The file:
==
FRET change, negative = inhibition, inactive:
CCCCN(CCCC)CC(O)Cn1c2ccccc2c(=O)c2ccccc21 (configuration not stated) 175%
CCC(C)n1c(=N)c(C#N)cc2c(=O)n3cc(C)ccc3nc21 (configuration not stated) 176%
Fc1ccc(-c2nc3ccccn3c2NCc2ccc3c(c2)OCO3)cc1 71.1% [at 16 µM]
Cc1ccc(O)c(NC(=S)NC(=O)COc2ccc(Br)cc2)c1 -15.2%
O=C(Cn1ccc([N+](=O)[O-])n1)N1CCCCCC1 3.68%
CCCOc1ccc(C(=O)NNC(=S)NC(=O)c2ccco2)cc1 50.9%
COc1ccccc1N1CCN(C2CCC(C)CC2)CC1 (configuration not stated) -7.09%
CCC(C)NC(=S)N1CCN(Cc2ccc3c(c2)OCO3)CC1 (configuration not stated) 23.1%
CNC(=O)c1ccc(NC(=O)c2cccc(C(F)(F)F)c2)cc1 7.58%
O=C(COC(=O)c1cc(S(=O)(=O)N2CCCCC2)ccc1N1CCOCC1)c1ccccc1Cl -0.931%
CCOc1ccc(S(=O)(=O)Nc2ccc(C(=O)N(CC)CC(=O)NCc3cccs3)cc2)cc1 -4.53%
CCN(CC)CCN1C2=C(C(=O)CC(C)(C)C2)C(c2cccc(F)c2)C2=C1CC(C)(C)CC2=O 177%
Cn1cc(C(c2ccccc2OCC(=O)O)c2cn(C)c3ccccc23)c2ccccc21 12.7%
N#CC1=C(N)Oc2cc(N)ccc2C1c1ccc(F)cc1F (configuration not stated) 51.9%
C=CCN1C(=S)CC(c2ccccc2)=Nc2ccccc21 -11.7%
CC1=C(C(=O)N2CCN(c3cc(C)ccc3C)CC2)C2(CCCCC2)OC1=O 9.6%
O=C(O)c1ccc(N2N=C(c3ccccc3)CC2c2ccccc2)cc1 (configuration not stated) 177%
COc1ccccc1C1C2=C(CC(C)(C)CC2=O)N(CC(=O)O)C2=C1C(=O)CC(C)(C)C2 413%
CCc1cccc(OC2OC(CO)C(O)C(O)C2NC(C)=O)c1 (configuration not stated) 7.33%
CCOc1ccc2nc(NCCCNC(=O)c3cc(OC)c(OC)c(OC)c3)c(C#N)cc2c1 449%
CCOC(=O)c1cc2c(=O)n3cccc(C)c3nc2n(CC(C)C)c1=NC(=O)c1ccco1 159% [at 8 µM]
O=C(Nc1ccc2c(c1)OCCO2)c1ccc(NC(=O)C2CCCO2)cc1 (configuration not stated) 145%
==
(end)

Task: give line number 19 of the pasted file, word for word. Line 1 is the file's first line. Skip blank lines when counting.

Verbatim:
COc1ccccc1C1C2=C(CC(C)(C)CC2=O)N(CC(=O)O)C2=C1C(=O)CC(C)(C)C2 413%